Amy Grisak presents on “History of Fire Lookouts in Northwest Montana”

Author, radio co-host, and sustainable-food practitioner Amy Grisak will present her years of research on fire lookouts of Glacier National Park and Northwest Montana as part of the museum’s 21st annual John White Series.

Grisak will cover fire suppression efforts and events starting with the Big Burn of 1910, which consumed 3 million acres and 87 lives, prompting creation of the lookout system. In Northwest Montana, with its predominant logging industry, such measures were critical to the economy and livelihoods of the area. “It’s one thing to learn about the number of acres burned,” she says, “and another to learn the personal stories.”

“I’m a fire-lookout nut,” says Grisak, who has hiked into many existing lookouts, such as trekking the 11 miles to Huckleberry Lookout in Glacier National Park. She also will present information and images of fire lookouts that have been lost along with ones such as Hornet, which marked a century this year up in the North Fork.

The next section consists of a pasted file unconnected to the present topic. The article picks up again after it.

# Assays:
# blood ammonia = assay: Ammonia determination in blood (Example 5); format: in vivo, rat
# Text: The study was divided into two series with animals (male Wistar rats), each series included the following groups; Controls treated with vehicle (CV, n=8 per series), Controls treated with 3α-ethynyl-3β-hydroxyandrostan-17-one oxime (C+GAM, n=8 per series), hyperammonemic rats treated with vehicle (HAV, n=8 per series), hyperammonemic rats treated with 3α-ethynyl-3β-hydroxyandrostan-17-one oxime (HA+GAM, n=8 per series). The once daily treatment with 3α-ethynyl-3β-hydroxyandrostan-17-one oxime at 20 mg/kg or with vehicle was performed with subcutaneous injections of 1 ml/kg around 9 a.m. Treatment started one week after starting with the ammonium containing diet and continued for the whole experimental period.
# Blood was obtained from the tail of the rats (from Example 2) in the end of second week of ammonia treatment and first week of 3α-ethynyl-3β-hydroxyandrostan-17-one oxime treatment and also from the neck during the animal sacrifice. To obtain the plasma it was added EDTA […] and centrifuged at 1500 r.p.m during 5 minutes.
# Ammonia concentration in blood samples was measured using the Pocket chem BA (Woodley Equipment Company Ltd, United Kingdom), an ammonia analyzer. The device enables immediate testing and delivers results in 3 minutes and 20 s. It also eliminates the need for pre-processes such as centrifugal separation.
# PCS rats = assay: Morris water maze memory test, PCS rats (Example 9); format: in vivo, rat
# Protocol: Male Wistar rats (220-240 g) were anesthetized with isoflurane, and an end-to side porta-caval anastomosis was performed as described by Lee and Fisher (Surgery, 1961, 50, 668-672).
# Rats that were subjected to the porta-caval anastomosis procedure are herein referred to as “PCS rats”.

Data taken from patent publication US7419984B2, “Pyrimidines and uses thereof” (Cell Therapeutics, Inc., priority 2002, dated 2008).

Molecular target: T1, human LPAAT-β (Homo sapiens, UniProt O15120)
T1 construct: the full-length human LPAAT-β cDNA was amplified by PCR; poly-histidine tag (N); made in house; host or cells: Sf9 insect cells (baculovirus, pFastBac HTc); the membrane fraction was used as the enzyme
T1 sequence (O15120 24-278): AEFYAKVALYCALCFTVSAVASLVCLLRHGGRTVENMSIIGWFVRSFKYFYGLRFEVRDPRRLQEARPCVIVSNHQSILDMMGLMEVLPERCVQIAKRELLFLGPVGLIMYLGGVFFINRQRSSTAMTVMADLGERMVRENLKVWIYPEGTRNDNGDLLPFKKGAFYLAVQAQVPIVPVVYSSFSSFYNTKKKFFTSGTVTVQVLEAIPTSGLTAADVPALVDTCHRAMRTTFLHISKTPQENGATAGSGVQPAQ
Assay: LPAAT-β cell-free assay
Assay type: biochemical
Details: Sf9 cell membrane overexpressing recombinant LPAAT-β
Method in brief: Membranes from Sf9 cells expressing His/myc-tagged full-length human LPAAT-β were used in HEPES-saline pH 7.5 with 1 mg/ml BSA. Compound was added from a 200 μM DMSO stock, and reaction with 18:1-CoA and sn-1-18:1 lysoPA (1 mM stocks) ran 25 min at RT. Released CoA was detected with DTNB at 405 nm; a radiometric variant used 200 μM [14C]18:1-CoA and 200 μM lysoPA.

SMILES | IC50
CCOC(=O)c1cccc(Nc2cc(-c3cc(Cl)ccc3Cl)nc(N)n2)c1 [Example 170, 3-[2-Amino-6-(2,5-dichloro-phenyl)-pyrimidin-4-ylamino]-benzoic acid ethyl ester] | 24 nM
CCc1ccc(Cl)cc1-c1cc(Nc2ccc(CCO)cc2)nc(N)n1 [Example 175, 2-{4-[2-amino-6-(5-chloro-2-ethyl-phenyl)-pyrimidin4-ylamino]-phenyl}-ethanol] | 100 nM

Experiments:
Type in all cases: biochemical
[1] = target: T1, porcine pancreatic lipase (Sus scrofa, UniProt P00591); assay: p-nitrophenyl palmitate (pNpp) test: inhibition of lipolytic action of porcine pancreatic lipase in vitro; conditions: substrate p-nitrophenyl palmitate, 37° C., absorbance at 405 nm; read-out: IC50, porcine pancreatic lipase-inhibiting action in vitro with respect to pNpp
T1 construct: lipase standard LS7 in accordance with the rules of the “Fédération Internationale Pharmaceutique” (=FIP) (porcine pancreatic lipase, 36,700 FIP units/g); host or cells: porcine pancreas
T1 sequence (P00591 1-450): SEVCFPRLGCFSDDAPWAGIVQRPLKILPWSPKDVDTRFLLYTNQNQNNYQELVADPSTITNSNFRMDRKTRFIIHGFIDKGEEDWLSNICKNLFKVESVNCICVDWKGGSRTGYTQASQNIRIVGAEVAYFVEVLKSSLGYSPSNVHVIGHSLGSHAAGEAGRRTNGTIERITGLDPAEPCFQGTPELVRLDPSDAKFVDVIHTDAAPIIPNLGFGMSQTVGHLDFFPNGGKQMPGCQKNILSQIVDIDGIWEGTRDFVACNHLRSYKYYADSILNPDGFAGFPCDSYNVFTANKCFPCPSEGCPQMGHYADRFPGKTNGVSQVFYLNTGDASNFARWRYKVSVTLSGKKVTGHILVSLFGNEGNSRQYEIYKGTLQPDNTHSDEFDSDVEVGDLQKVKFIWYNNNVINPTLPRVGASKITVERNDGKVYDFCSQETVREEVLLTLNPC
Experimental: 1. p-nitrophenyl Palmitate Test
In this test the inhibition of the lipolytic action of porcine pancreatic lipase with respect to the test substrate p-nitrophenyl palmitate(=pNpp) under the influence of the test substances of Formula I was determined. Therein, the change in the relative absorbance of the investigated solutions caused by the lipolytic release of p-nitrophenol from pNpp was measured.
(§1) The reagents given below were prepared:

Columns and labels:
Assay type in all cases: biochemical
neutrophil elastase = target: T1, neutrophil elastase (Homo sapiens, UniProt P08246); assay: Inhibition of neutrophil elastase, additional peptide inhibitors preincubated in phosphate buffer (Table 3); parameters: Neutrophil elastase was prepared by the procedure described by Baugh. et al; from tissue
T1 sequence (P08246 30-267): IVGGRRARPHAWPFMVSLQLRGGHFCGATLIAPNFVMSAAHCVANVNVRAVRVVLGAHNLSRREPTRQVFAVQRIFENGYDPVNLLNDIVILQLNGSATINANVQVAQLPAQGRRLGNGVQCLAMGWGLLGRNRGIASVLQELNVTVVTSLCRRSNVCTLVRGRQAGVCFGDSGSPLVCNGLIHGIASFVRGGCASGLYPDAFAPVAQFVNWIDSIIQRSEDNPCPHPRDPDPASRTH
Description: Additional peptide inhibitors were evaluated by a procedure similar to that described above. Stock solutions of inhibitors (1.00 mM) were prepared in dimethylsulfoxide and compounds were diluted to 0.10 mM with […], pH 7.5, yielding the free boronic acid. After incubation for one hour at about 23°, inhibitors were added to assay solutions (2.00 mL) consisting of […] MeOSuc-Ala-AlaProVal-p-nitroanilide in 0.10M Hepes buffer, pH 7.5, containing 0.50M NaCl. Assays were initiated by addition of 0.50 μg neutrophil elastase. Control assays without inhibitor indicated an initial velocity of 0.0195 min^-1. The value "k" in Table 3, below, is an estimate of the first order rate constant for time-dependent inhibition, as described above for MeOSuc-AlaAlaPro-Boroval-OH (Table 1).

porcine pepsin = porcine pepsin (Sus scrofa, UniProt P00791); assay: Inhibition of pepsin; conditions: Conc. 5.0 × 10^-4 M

A former resident of Coram, where she built 220 raised garden beds out of stone on her property, Grisak now lives in Great Falls, where she co-hosts the radio program Front Range Outdoors and writes books and articles. She will sign copies of her Nature Guide to Glacier and Waterton Lakes National Parks and Found Photos of Yellowstone at the event.

The John White Series is named for John Whites Sr. and Jr., whose friendly faces warmed up Kalispell and area learners for decades. 

2 p.m. Sunday, Jan. 15; half-hour social time and refreshments after the presentation.

Tickets for individual events are $15 (members)/$20 (nonmembers).

Visit for tickets and more info. Tickets also may be purchased by stopping in or calling the museum and talking with Terri or Margaret, 406-756-8381 option 5 or 6.

Regular museum hours:
10 a.m. to 5 p.m. Monday-Friday
Northwest Montana History Museum, 124 Second Ave. East, Kalispell, MT 59901; 406-756-8381;